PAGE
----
Maarten Boudry focusses on conspiracy thinking in opening lecture

header durfdenken

Conspiracy theories thrive well on the internet and are not always innocuous. In his second opening lecture as holder of the chair 'Etienne Vermeersch', philosopher of science Maarten Boudry delves more deeply into the pitfalls of conspiracy thinking.

From wild rumours about the coronavirus and COVID-19 vaccines, to an alleged inside job behind the 9/11 attacks, to the moon landing being faked. There are a lot of conspiracy theories going around with the Internet seeming to be the ideal breeding ground for making them grow and flourish.

We often assume that only paranoid people can be conspiracy thinkers, but that's not true. Maarten Boudry says: "Everyone is susceptible to conspiracy theories, because of the way our brain works, and because of the appeal of the theories themselves. Yet conspiracy theories are not innocuous. In this pandemic, conspiracy thinking has literally cost lives."

9/11 was an inside job

Conspiracy thinking comes in many shades. For example, the actor Jesse Ventura, like many other Americans, is convinced that 9/11 was an inside job. That's what he claims in this interview with Piers Morgan op CNN.

Philosopher Johan Braeckman spots several things in his statements that are typical for conspiracy theorists, while also pointing to the role of algorithms and social media:

Externe video URL

Corona: conspiracy or not?

A completely different story can be seen, for example, in this interview from the Dutch channel 'De Nieuwe Wereld', in which Marlies Dekkers talks critically about the corona policy with journalist Daan de Wit. "Criticism of covid policies is not necessarily motivated by conspiracy thinking”, says Boudry. "But the line can be blurry. If it's really true that corona vaccines have many more side effects than the government admits, then this is apparently being hushed up. That already smacks of a conspiracy."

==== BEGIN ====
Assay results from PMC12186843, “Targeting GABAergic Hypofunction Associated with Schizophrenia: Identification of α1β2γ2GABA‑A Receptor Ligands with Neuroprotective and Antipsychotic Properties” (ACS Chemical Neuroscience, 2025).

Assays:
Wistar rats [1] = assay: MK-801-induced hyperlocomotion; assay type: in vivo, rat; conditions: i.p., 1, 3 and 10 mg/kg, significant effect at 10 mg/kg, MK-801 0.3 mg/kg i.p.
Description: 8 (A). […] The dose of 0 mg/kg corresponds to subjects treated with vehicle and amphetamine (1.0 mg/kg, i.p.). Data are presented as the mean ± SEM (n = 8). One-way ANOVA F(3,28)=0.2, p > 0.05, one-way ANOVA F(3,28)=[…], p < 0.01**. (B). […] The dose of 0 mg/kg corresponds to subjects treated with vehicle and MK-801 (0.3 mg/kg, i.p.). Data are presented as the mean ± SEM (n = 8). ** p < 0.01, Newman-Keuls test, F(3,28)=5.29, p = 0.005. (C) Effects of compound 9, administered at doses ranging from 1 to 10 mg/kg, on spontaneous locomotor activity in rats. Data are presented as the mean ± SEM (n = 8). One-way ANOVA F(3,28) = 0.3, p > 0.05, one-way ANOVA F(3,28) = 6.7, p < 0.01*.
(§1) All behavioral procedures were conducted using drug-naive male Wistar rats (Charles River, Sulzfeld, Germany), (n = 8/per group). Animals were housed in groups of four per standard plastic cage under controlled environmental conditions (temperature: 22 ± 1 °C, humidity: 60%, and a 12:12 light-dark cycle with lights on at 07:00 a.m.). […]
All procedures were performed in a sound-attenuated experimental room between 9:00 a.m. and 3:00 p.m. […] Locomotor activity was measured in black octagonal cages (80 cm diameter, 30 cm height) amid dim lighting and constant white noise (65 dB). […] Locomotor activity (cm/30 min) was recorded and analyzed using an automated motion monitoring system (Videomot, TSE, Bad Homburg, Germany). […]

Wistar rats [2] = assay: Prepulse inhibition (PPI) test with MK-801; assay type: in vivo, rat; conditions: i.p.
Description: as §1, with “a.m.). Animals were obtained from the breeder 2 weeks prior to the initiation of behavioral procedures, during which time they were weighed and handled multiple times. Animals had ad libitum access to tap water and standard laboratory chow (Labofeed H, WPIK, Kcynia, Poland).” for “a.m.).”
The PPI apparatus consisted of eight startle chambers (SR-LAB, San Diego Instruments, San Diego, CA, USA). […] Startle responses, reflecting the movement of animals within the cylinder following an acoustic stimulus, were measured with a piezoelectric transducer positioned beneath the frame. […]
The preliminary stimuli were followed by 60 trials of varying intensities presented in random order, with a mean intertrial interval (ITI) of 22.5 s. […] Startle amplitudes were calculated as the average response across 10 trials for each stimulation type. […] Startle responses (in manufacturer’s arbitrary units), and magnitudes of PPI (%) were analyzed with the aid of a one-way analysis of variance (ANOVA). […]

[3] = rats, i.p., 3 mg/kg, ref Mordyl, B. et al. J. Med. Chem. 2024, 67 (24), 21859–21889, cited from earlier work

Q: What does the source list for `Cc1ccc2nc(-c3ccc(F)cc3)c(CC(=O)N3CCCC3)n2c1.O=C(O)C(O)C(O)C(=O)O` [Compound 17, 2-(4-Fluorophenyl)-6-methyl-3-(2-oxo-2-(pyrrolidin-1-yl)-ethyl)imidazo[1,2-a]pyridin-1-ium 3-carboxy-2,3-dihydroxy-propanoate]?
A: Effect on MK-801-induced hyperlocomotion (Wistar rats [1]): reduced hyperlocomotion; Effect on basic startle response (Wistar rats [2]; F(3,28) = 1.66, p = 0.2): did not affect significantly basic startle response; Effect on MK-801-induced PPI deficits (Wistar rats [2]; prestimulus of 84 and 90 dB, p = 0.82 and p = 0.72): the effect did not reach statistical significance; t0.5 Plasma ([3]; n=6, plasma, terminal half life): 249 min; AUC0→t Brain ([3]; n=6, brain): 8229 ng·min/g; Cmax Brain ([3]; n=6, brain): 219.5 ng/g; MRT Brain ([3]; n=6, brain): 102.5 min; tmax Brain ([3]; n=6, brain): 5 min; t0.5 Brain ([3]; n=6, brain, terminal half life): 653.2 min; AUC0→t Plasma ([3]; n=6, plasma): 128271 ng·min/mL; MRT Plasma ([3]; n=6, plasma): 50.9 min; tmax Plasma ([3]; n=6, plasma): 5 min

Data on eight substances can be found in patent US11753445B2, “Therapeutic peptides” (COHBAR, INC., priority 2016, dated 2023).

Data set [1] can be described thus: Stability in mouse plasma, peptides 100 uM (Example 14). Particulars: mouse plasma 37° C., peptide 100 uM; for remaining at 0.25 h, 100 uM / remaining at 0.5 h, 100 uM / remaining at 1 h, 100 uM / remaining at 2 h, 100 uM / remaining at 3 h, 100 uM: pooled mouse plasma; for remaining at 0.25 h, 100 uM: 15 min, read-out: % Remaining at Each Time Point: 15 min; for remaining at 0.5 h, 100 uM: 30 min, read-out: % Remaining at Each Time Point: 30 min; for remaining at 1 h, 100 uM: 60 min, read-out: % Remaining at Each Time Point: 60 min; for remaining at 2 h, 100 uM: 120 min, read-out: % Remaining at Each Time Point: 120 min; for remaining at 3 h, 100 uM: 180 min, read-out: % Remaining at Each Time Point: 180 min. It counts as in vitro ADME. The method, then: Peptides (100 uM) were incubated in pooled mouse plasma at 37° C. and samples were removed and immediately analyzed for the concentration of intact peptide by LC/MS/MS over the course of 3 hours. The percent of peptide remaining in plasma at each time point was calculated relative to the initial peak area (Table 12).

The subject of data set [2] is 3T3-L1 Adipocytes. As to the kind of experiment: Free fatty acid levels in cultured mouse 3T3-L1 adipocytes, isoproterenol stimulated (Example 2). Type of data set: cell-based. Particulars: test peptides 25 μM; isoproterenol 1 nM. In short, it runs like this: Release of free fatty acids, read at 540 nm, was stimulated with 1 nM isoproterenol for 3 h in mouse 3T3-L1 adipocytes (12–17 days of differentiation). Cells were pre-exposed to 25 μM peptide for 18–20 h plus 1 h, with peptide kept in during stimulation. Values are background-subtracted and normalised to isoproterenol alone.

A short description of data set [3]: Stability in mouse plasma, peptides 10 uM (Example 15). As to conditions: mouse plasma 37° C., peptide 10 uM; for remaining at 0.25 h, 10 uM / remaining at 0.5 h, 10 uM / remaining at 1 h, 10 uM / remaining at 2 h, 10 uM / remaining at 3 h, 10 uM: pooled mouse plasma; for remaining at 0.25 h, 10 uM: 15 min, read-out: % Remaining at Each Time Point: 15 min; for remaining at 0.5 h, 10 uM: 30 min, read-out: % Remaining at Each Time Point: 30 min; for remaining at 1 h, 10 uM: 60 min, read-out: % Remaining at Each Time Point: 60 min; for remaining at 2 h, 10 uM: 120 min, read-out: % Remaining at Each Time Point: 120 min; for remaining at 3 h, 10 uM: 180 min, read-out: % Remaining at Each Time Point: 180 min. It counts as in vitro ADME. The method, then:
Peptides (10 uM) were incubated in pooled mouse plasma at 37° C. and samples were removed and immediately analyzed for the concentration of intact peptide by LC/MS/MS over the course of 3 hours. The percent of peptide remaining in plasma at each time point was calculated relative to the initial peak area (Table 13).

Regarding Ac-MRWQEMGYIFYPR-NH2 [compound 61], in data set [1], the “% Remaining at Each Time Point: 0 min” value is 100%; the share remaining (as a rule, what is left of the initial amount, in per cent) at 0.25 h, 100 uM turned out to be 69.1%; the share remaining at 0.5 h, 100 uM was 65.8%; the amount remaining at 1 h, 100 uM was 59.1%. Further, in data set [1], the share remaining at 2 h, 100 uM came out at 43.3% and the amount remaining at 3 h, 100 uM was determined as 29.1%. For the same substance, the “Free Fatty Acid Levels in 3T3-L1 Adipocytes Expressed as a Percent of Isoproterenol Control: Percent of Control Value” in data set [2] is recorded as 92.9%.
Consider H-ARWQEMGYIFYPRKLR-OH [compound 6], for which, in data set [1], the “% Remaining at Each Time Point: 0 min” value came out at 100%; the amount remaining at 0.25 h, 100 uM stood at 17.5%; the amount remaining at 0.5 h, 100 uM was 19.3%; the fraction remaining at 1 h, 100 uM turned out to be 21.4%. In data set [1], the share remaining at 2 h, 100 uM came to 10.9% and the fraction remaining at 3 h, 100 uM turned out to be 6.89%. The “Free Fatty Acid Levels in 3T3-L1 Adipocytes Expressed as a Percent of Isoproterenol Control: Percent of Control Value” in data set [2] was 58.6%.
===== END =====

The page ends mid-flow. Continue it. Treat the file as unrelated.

Prof. Isabel Leroux-Roels, vaccinologist, commented as follows:

Externe video URL

Critical thinking

“"It is important to look critically at all kinds of claims", says Boudry. "But it is at least as important to critically question your own views. This is a typical trap that conspiracy theorists regularly fall into. They question everything but themselves."

Watch Maarten Boudry's opening lecture on conspiracy theories (in Dutch)

Externe video URL

Read also

Is that really your own belief, or is it that of the algorithm?

You may be reading this article because it appeared on your social media timeline. If that is indeed the case, then take a moment to ask yourself whether you have recently been reading other articles on the subject of algorithms. And if the answer to that question is also yes, then the fact that you are reading this shows that the algorithm is working as intended.

Social media

“How can we reach zero emissions? That’s what the climate debate should be about!”

As soon as the pandemic is over, the climate crisis will come back into focus. “We have to aim for zero CO2 emissions. Not ‘a bit less’, but zero”, says philosopher of science Maarten Boudry. And that requires a global debate, moving away from the oversimplified visions that currently dominate the debate.

Klimaatbetoger met bord "There's no planet B"